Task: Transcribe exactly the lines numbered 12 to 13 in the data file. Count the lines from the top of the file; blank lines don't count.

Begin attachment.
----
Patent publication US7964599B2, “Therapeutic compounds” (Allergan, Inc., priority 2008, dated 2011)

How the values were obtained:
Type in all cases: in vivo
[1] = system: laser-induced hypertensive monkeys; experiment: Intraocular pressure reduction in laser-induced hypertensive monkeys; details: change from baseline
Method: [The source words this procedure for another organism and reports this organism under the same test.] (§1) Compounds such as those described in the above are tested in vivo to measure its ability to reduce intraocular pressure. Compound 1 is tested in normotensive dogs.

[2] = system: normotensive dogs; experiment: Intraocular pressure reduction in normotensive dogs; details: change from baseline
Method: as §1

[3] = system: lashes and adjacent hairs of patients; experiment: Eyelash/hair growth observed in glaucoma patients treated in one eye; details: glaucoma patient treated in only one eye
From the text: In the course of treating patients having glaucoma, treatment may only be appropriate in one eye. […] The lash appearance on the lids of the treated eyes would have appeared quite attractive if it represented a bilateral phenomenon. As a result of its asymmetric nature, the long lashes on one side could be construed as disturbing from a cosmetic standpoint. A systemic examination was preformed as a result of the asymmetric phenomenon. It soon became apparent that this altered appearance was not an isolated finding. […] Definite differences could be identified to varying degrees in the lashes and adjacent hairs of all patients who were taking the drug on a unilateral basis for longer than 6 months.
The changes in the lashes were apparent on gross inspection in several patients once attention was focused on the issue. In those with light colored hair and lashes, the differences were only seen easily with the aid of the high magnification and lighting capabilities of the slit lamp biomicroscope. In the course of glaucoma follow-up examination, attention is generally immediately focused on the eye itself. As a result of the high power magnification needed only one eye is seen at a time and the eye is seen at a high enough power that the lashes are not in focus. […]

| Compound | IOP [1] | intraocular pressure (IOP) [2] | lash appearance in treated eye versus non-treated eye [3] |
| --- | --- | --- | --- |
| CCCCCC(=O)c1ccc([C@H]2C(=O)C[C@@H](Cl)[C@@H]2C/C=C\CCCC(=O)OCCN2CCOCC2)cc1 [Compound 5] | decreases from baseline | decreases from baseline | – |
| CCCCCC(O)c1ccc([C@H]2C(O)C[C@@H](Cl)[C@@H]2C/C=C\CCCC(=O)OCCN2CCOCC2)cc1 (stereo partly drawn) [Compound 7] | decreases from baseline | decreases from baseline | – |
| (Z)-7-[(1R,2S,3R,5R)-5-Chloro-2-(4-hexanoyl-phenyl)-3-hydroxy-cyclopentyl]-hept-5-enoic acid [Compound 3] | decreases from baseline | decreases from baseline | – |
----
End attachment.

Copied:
| --- | --- | --- | --- |
| CCCCCC(=O)c1ccc([C@H]2C(=O)C[C@@H](Cl)[C@@H]2C/C=C\CCCC(=O)OCCN2CCOCC2)cc1 [Compound 5] | decreases from baseline | decreases from baseline | – |